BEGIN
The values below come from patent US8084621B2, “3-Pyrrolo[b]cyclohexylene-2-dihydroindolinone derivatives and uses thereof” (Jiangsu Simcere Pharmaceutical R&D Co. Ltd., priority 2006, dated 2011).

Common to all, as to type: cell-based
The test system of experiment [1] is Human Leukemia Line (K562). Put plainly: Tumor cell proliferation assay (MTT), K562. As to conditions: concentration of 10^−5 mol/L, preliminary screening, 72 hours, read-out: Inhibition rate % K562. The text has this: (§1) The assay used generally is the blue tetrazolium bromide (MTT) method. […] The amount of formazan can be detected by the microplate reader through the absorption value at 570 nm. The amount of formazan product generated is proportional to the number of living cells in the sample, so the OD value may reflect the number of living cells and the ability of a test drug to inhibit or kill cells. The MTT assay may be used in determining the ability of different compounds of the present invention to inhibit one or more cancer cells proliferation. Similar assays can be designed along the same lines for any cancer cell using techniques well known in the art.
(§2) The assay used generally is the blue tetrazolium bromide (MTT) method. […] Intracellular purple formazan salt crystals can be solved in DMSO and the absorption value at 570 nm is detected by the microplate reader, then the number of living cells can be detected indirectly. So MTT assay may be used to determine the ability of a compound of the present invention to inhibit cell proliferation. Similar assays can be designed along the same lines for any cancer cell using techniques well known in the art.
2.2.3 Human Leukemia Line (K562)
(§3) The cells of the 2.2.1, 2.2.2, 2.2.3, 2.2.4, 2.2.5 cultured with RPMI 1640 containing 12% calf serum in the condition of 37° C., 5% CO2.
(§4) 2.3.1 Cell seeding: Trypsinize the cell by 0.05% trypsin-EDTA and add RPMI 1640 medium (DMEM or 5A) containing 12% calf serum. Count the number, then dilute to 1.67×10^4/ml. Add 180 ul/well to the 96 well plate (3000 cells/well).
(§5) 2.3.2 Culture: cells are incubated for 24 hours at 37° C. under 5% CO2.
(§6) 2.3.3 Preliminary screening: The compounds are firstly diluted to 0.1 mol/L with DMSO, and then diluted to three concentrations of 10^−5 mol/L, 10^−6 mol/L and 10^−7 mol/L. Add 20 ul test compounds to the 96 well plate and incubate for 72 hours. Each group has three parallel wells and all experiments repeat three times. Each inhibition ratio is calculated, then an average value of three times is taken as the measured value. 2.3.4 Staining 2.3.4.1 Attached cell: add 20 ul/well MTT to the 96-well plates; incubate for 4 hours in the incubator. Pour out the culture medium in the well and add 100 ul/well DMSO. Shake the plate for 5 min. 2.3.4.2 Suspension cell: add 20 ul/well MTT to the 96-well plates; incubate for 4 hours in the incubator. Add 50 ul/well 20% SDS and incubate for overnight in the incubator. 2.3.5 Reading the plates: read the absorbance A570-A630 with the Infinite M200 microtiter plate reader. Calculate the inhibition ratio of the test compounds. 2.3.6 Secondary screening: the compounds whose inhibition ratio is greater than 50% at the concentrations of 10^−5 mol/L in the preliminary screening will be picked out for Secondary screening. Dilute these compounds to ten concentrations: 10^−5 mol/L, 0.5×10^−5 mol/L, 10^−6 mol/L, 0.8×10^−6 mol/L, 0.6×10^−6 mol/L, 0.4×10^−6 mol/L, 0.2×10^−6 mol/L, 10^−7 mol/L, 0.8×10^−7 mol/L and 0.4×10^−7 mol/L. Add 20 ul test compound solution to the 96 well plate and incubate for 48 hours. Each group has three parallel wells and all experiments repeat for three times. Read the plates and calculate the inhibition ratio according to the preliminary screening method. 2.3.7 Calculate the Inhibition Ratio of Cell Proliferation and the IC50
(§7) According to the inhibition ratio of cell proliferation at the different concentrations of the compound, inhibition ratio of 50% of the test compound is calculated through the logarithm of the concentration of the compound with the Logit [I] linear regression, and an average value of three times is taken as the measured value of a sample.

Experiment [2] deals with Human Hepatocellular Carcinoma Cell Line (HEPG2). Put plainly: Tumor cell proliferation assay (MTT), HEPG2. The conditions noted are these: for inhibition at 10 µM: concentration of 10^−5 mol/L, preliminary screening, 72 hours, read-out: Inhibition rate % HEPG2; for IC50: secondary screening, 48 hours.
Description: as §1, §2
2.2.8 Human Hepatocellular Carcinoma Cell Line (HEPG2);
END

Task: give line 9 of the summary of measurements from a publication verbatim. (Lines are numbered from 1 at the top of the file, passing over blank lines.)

(§6) 2.3.3 Preliminary screening: The compounds are firstly diluted to 0.1 mol/L with DMSO, and then diluted to three concentrations of 10^−5 mol/L, 10^−6 mol/L and 10^−7 mol/L. Add 20 ul test compounds to the 96 well plate and incubate for 72 hours. Each group has three parallel wells and all experiments repeat three times. Each inhibition ratio is calculated, then an average value of three times is taken as the measured value. 2.3.4 Staining 2.3.4.1 Attached cell: add 20 ul/well MTT to the 96-well plates; incubate for 4 hours in the incubator. Pour out the culture medium in the well and add 100 ul/well DMSO. Shake the plate for 5 min. 2.3.4.2 Suspension cell: add 20 ul/well MTT to the 96-well plates; incubate for 4 hours in the incubator. Add 50 ul/well 20% SDS and incubate for overnight in the incubator. 2.3.5 Reading the plates: read the absorbance A570-A630 with the Infinite M200 microtiter plate reader. Calculate the inhibition ratio of the test compounds. 2.3.6 Secondary screening: the compounds whose inhibition ratio is greater than 50% at the concentrations of 10^−5 mol/L in the preliminary screening will be picked out for Secondary screening. Dilute these compounds to ten concentrations: 10^−5 mol/L, 0.5×10^−5 mol/L, 10^−6 mol/L, 0.8×10^−6 mol/L, 0.6×10^−6 mol/L, 0.4×10^−6 mol/L, 0.2×10^−6 mol/L, 10^−7 mol/L, 0.8×10^−7 mol/L and 0.4×10^−7 mol/L. Add 20 ul test compound solution to the 96 well plate and incubate for 48 hours. Each group has three parallel wells and all experiments repeat for three times. Read the plates and calculate the inhibition ratio according to the preliminary screening method. 2.3.7 Calculate the Inhibition Ratio of Cell Proliferation and the IC50